He said he would also hold a high-level summit on managing large-scale movements of migrants and refugees one day before the annual gathering of world leaders at the United Nations in New York in September.

See also the remarks from HC Guterres at the Plenary meeting of the UN General Assembly “Global awareness of the tragedies of irregular migrants in the Mediterranean basin with specific emphasis on Syrian asylum seekers” on 20 November 2015,

We need to provide those fleeing the Syria crises  and others uprooted by conflicts that are no less violent but far less visible  safe, legal alternatives to the chaotic and dangerous smuggling routes they are forced to take today in order to reach safety.

This means more resettlement and humanitarian admission, more flexible visa arrangements, more private sponsorship programmes and other possibilities. Many efforts have been made in this regard, and I very much welcome all the recent announcements by governments that have underlined the importance of this element in addressing the global crisis. But much more is needed, and so UNHCR will be convening a “High Level Meeting on Global Responsibility-Sharing and Other Forms of Admission for Syrian Refugees” early next year, in consultation with the Secretary-General, to mobilize significant additional commitments.

(emphasis added in all quotes)

update: UNHCR Events: Pathways for admission of Syrian Refugees; High-level meeting on global responsibility sharing through pathways for admission of Syrian refugees, to be held at Palais des Nations, Geneva Switzerland 30 March 2016: concept note | background note | provisional agenda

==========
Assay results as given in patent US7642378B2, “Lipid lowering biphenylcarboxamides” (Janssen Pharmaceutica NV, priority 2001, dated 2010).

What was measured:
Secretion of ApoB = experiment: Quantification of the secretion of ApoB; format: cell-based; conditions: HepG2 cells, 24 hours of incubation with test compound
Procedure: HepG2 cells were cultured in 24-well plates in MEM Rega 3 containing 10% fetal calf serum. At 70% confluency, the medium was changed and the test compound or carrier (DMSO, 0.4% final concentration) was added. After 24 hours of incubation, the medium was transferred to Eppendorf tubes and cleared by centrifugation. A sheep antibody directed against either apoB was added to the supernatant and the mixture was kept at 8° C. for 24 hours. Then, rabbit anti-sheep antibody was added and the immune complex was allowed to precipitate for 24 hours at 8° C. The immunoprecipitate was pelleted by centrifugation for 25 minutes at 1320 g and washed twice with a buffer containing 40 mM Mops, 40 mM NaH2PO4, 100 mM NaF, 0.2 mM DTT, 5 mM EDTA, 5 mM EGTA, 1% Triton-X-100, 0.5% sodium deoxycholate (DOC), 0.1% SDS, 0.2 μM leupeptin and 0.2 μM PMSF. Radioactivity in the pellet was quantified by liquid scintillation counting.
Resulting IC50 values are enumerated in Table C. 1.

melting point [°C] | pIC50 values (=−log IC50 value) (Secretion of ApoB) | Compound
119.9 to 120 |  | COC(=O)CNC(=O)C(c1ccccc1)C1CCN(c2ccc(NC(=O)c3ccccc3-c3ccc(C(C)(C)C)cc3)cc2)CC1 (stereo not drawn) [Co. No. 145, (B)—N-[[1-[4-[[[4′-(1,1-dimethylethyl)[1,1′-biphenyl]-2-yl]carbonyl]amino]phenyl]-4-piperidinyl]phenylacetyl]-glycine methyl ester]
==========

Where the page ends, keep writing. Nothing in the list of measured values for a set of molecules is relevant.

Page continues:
also see: Focusing on Protection: Previewing Upcoming High-Level Fora on Migration via MPI

On conferences: PREMIG

On 20-21 August 2015, I attended the final conference of PREMIG: Thinking about going ‘home’: engaging with scenarios of return migration held at PRIO.

From the conference page,

The possibility of one day returning to one’s country of origin is a fact of life for international migrants. Some live in fear of deportation; others have a dream about retiring in their native country. This conference addresses the different ways in which migrants think, feel, and act upon the possibility of return.

The conference is organized on the occasion that the project Possibilities and Realities of Return Migration (PREMIG) is entering its final stages. The project is led by the Peace Research Institute Oslo (PRIO) and funded by the Research Council of Norway.

On meetings: EMN on Resettlement; Regional Solutions and Humanitarian Assistance

On 12 June 2015, I attended the EMN National conference in Norway on Resettlement; Regional Solutions and Humanitarian Assistance.

The conference was organised by the Norwegian European Migration Network National Contact Point (NO EMN NCP), consisting of the Norwegian Ministry of Justice and Public Security and the Directorate of Immigration (UDI), in collaboration with the Norwegian Ministry of Foreign Affairs and the Norwegian Refugee Council.

The conference final report can be found here.